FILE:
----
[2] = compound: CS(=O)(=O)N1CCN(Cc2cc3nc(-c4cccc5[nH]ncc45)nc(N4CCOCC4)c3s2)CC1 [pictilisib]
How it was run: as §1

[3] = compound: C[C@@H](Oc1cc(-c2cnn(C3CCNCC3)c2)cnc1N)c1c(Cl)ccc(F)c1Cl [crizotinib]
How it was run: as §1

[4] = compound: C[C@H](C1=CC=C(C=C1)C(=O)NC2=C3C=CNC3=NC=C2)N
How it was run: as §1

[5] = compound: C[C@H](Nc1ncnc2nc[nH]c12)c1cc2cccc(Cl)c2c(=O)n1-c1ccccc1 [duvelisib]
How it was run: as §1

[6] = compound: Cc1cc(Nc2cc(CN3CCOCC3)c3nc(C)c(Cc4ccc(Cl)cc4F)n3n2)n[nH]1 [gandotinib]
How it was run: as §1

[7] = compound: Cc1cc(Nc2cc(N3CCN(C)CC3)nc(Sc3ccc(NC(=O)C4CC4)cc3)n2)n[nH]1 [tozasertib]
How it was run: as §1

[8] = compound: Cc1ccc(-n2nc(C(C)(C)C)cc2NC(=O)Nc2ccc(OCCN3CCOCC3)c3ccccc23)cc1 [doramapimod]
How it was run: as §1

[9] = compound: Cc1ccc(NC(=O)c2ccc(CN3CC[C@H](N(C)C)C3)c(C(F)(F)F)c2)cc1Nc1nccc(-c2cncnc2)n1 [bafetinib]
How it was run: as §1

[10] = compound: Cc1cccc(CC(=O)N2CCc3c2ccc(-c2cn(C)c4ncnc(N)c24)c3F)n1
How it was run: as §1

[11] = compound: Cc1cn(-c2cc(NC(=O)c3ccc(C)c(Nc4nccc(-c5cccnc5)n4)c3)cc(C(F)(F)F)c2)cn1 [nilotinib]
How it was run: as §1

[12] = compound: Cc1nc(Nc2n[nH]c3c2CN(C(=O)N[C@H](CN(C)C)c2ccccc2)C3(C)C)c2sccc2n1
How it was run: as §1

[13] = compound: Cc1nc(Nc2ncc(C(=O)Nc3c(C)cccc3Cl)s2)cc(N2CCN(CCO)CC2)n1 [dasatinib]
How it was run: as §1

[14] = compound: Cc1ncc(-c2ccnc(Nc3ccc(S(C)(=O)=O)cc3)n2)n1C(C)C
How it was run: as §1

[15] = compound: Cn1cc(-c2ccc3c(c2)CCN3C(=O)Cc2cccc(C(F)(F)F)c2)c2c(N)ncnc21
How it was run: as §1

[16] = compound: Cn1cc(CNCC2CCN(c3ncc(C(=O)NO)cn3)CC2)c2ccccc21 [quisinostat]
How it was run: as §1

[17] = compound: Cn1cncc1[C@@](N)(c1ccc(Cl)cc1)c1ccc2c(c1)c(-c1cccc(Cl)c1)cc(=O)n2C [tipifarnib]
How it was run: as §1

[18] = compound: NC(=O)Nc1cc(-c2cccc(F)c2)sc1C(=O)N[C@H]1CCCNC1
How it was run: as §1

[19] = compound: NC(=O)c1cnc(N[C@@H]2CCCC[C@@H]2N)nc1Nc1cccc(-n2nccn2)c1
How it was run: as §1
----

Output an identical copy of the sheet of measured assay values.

[2] = compound: CS(=O)(=O)N1CCN(Cc2cc3nc(-c4cccc5[nH]ncc45)nc(N4CCOCC4)c3s2)CC1 [pictilisib]
How it was run: as §1

[3] = compound: C[C@@H](Oc1cc(-c2cnn(C3CCNCC3)c2)cnc1N)c1c(Cl)ccc(F)c1Cl [crizotinib]
How it was run: as §1

[4] = compound: C[C@H](C1=CC=C(C=C1)C(=O)NC2=C3C=CNC3=NC=C2)N
How it was run: as §1

[5] = compound: C[C@H](Nc1ncnc2nc[nH]c12)c1cc2cccc(Cl)c2c(=O)n1-c1ccccc1 [duvelisib]
How it was run: as §1

[6] = compound: Cc1cc(Nc2cc(CN3CCOCC3)c3nc(C)c(Cc4ccc(Cl)cc4F)n3n2)n[nH]1 [gandotinib]
How it was run: as §1

[7] = compound: Cc1cc(Nc2cc(N3CCN(C)CC3)nc(Sc3ccc(NC(=O)C4CC4)cc3)n2)n[nH]1 [tozasertib]
How it was run: as §1

[8] = compound: Cc1ccc(-n2nc(C(C)(C)C)cc2NC(=O)Nc2ccc(OCCN3CCOCC3)c3ccccc23)cc1 [doramapimod]
How it was run: as §1

[9] = compound: Cc1ccc(NC(=O)c2ccc(CN3CC[C@H](N(C)C)C3)c(C(F)(F)F)c2)cc1Nc1nccc(-c2cncnc2)n1 [bafetinib]
How it was run: as §1

[10] = compound: Cc1cccc(CC(=O)N2CCc3c2ccc(-c2cn(C)c4ncnc(N)c24)c3F)n1
How it was run: as §1

[11] = compound: Cc1cn(-c2cc(NC(=O)c3ccc(C)c(Nc4nccc(-c5cccnc5)n4)c3)cc(C(F)(F)F)c2)cn1 [nilotinib]
How it was run: as §1

[12] = compound: Cc1nc(Nc2n[nH]c3c2CN(C(=O)N[C@H](CN(C)C)c2ccccc2)C3(C)C)c2sccc2n1
How it was run: as §1

[13] = compound: Cc1nc(Nc2ncc(C(=O)Nc3c(C)cccc3Cl)s2)cc(N2CCN(CCO)CC2)n1 [dasatinib]
How it was run: as §1

[14] = compound: Cc1ncc(-c2ccnc(Nc3ccc(S(C)(=O)=O)cc3)n2)n1C(C)C
How it was run: as §1

[15] = compound: Cn1cc(-c2ccc3c(c2)CCN3C(=O)Cc2cccc(C(F)(F)F)c2)c2c(N)ncnc21
How it was run: as §1

[16] = compound: Cn1cc(CNCC2CCN(c3ncc(C(=O)NO)cn3)CC2)c2ccccc21 [quisinostat]
How it was run: as §1

[17] = compound: Cn1cncc1[C@@](N)(c1ccc(Cl)cc1)c1ccc2c(c1)c(-c1cccc(Cl)c1)cc(=O)n2C [tipifarnib]
How it was run: as §1

[18] = compound: NC(=O)Nc1cc(-c2cccc(F)c2)sc1C(=O)N[C@H]1CCCNC1
How it was run: as §1

[19] = compound: NC(=O)c1cnc(N[C@@H]2CCCC[C@@H]2N)nc1Nc1cccc(-n2nccn2)c1
How it was run: as §1